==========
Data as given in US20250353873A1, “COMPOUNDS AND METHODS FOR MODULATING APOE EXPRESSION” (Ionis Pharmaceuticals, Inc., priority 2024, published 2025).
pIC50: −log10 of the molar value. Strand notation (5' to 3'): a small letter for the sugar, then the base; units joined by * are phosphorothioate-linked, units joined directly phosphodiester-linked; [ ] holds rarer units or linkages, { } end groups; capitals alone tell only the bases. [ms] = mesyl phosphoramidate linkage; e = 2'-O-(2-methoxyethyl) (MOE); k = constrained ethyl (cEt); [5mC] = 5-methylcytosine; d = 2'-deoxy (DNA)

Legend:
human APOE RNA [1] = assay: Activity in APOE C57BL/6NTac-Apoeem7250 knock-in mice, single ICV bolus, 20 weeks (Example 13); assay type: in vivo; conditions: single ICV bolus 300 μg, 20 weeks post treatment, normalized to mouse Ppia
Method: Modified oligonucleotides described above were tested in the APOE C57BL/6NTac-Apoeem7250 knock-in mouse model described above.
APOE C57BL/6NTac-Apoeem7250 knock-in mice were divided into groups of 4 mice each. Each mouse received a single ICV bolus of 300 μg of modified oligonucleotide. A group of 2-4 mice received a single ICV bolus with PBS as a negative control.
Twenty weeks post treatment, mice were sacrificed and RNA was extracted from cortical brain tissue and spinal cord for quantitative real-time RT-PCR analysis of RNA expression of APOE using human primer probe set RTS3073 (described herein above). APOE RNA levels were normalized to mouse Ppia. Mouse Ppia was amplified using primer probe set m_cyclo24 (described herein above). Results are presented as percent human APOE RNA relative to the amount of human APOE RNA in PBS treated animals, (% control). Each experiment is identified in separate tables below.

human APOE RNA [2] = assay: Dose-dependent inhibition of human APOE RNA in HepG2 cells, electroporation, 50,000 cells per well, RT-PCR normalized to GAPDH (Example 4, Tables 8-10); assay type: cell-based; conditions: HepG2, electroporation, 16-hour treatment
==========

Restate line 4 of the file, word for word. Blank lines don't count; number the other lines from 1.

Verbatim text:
human APOE RNA [1] = assay: Activity in APOE C57BL/6NTac-Apoeem7250 knock-in mice, single ICV bolus, 20 weeks (Example 13); assay type: in vivo; conditions: single ICV bolus 300 μg, 20 weeks post treatment, normalized to mouse Ppia